Top positive review
42 people found this helpful
Diamond in the rough
on July 1, 2010
I was very disappointed in this lens the first week or so I used it. It seemed to wash out images with every stray bit of ambient light, and the effective resolution seemed quite poor. After hundreds of exposures the patterns started to emerge, however, that helped me figure out how to maximize the strengths of the lens and minimize the weaknesses.
First of all, overcoming the confusion caused by full manual settings on my D90 was a big step. The manuals and guidebooks for the D90 don't give much useful info on these settings, so a lot of trial and error are involved. To be fair I was also learning the D90 at the same time. I also was putting the shutter mode into remote control when I was using the external Opteka wired interval timer/remote trigger. It should have been in single shot mode. (You need to turn off autofocus on the camera body.)
Secondly, there are times when the D90 genuinely will shut down because it thinks there is no lens, and you get the F-- error message, but these are far fewer than I thought given my other setting issues. It is easily remedied by slight wiggle of the lens in its t-mount. I have only had to unseat and reseat the lens twice to clear the error and continue. That isn't bad for a manual lens, and I have had to do it many times for the kit lens that came with the D90.
I learned that you have to use live view mode and enlarge the focus area to focus. Period. I certainly can't focus on the internal focus screen or in live view without enlargement. Part of the problem is that any touching of the lens at all, even on a tripod, causes severe movment of the image you are trying to focus. There is amazingly shallow depth of field on this lens on a D90 chip at any distance. Your past experience with most telephoto lenses will not prepare you for this extreme.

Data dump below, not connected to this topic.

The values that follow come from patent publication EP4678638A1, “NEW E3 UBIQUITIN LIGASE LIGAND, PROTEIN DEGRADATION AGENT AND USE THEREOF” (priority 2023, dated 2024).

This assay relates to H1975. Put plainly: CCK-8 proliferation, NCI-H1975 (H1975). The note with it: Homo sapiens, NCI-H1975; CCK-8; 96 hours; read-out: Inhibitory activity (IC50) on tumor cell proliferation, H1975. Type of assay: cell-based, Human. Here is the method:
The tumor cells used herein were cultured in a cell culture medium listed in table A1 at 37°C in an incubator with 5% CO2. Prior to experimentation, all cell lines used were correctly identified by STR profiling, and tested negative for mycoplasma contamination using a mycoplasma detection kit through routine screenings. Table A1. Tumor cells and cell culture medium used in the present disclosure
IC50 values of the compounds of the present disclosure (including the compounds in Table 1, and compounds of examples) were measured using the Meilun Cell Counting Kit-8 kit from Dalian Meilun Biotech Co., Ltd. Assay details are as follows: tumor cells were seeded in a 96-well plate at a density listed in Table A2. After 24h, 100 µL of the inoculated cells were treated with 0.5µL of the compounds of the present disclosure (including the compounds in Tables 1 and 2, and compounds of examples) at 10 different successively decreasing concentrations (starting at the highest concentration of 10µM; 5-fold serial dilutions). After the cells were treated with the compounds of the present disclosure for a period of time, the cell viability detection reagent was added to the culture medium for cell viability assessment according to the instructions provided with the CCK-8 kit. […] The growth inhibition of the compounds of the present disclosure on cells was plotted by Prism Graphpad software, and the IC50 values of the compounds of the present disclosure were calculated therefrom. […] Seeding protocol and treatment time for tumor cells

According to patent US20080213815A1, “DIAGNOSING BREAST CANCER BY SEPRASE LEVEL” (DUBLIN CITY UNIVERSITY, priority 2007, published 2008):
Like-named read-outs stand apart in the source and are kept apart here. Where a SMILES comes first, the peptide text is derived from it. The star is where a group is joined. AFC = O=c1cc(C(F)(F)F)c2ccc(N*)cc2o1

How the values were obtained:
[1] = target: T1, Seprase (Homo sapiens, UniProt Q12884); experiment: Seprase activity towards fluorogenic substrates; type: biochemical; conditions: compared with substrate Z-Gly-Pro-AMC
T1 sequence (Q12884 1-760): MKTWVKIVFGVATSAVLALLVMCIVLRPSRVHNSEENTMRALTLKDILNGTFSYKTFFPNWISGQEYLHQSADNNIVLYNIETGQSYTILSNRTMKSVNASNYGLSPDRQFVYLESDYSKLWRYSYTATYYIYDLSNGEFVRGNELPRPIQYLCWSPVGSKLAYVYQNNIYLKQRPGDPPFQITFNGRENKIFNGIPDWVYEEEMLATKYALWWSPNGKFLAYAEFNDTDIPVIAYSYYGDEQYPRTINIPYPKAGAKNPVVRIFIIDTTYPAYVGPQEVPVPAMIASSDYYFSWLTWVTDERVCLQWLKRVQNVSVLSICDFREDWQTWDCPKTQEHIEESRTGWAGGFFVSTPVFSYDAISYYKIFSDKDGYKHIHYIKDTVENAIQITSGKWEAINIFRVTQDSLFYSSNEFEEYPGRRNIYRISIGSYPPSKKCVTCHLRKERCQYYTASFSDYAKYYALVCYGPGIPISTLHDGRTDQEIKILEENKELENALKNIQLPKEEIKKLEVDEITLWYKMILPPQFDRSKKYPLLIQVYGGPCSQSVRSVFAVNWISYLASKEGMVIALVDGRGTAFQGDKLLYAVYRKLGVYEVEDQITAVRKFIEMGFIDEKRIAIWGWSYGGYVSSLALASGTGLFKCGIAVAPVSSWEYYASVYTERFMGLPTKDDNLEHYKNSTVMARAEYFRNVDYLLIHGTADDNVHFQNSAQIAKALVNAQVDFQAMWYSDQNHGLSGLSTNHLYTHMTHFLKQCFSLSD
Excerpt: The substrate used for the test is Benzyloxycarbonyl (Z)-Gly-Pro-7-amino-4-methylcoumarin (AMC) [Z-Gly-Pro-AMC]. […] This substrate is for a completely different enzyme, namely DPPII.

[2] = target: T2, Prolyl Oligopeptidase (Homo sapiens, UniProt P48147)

When I shot Nikon F series I always put the ground glass focus screen in place of the split image screen, and learned some tricks about over and under focussing every time I was setting up a shot. I have had to use these tricks on the Opteka, and even then I am surprised by the focus in the final image at least a third of the time, but it is getting better with experience. I have begun to get acceptable focus in some rare hand held situations, but it has taken a lot of getting used to.
For steadyness, I have found that there are few places where even a tripod is really rock solid. This requires developing a light touch on the focussing, use of some kind of remote shutter trigger, and staying very still during exposure. There is a shutter delay setting that raises the mirror, pauses to damp motion, then fires the shutter. It is a very subtle aid under some circumstances. Under most conditions it isn't really noticeable...but you should know about it and use it when appropriate.
Synching with a flash was a revelation. The first time I used a flash and saw the results I began to realize how clean and sharp an image this lens was capable of. Of course there are very few situations where you can use a flash with an effective focal length of 1200 mm and closest focus over 11 feet...but it is an useful exercise to learn the abilities of the lens, or if you like to extremely flatten your portrait or still life visual space.
Would I prefer a giant autofocus Nikon DX VR AF etc lens? I am not so sure now that I am gaining control over the various parameters of quality on this lens. The photographers who use the multi thousand dollar lenses love the image quality of course, but they are a beast to lug around and set up. I find this compact mirror reflex pretty easy to wrangle, and am delighted with the super telephoto option it gives me for the price.
See my moon shot above. I have a 4" reflector telescope with nikon adapters, and this lens gives me better results than the reflector.